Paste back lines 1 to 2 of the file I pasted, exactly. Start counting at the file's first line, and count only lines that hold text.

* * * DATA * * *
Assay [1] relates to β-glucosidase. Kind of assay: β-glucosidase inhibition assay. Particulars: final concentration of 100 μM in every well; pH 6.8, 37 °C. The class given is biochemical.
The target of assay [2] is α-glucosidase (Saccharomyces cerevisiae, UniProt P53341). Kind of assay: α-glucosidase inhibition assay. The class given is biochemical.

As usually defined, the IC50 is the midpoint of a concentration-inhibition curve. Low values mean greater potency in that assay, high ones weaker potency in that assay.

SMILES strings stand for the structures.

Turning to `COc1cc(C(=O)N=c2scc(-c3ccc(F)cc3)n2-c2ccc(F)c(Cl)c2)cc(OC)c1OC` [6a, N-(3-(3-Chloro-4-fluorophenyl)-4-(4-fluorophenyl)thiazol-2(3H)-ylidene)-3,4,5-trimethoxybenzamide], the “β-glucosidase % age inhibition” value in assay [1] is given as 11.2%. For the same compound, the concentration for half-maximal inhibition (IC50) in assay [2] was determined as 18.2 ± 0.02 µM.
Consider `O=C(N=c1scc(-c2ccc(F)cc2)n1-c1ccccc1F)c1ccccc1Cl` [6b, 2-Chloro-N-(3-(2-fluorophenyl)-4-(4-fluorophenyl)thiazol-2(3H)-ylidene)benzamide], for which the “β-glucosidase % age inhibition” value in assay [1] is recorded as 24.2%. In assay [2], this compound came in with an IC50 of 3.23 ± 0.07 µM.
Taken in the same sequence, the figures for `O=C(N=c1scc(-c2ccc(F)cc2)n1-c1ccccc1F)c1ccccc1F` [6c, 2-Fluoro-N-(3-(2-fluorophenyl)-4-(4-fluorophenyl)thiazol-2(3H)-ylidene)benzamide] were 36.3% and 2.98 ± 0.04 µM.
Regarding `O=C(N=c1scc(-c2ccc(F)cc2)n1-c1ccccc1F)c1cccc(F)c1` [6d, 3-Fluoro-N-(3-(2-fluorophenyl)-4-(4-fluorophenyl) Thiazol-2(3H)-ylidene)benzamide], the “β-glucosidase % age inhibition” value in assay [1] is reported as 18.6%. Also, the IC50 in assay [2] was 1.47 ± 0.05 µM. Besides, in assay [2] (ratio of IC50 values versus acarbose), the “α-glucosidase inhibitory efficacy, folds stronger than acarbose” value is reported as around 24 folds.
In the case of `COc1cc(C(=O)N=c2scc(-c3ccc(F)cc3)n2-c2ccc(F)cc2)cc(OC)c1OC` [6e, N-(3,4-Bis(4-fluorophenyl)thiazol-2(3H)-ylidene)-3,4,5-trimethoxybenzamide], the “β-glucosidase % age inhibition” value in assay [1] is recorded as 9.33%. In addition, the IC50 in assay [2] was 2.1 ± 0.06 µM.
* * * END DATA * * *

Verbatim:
Assay [1] relates to β-glucosidase. Kind of assay: β-glucosidase inhibition assay. Particulars: final concentration of 100 μM in every well; pH 6.8, 37 °C. The class given is biochemical.
The target of assay [2] is α-glucosidase (Saccharomyces cerevisiae, UniProt P53341). Kind of assay: α-glucosidase inhibition assay. The class given is biochemical.